Guest Artist, Colorado Mesa University
Benjamin Reigel is a professional actor, director, and fight choreographer, as well as a member of the performance faculty at Colorado Mesa University in Grand Junction. Originally from Wisconsin, Ben has lived and worked all over the country, and has scores of credits at theatres from coast to coast including Milwaukee Repertory Theatre, Oregon Shakespeare Festival, American Players Theatre, Utah Shakespeare Festival, DE’s Resident Ensemble Players, Mill Mountain Theatre, Maine Shakespeare Festival/Penobscot Theatre Company, Milwaukee Chamber Theatre, and many others. Recently credits include Tom in The Glass Menagerie, Karl/Steve in Clybourne Park, and Caleb in The Whipping Man (Farmers Alley), Marlowe in She Stoops to Conquer, Antonio in 12th Night, and Salisbury in King John (Michigan Shakespeare Festival), the title role in Hamlet (Backbone Ensemble), as well as directing Cyrano de Bergerac for the Texas Shakespeare Festival, and The Christians for the Aspen Fringe Festival.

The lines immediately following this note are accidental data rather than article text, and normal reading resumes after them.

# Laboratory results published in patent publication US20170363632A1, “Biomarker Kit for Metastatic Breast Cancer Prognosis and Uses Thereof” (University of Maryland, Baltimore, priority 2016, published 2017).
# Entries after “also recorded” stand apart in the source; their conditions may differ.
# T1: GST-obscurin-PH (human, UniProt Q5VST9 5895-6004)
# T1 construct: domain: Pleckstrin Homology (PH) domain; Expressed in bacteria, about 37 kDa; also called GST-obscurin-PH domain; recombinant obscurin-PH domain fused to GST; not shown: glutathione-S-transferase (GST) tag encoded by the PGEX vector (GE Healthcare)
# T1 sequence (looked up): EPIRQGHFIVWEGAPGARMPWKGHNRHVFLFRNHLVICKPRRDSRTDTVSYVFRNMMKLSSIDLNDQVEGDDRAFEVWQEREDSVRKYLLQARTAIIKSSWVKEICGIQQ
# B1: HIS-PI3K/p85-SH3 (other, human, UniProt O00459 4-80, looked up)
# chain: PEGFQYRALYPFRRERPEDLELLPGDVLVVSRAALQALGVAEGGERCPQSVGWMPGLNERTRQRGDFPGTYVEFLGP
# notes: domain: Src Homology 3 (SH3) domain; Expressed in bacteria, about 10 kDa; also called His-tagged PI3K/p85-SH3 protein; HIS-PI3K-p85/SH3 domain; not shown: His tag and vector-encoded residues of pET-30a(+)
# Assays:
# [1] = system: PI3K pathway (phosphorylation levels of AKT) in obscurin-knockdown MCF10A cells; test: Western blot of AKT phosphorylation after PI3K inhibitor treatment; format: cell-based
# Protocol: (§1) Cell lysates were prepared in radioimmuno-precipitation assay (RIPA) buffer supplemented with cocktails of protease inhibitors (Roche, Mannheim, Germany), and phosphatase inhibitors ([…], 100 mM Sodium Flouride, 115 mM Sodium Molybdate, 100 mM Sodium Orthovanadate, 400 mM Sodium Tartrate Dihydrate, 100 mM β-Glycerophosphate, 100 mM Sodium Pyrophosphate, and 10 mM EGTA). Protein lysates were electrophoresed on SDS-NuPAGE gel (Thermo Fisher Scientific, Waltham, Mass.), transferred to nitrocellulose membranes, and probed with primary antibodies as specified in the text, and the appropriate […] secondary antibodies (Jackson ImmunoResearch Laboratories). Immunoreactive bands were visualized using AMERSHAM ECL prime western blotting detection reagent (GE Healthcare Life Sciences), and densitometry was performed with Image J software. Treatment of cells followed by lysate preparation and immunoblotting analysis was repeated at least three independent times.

Before coming to Colorado, Ben taught for 5 years at Western Michigan University in Kalamazoo, and before that for 3 years at Shorter University in Rome, GA.
As an actor, director, and teacher, Ben is deeply committed to the works of Shakespeare. He has performed, directed, or choreographed over 50 productions of Shakespeare’s plays. Both in the classroom and in his professional work, Ben continues to test the teaching and performance opportunities made possible through a study of the First Folio texts, and an exploration of original Shakespearean practices.
Ben earned his B.A. from the University of Minnesota in Minneapolis, and his M.F.A. from the University of Delaware’s Professional Theatre Training Program. Ben is a proud member of Actors’ Equity Association.
, Intermediate, Advanced / Acting, , , , , /
Have you ever picked up a Shakespearean text and wondered, “now what"?
Have you struggled to bring that text to life?
Have you wished you could ask Shakespeare what he wanted you to do?
Good news! Shakespeare was an actor himself, and his writing is full of very specific and practical directions for actors. These clues and directions are hidden in plain sight—you just have to learn how to spot them. In this workshop, students will learn to recognize and apply the clues laid out in the script and apply them for immediate results.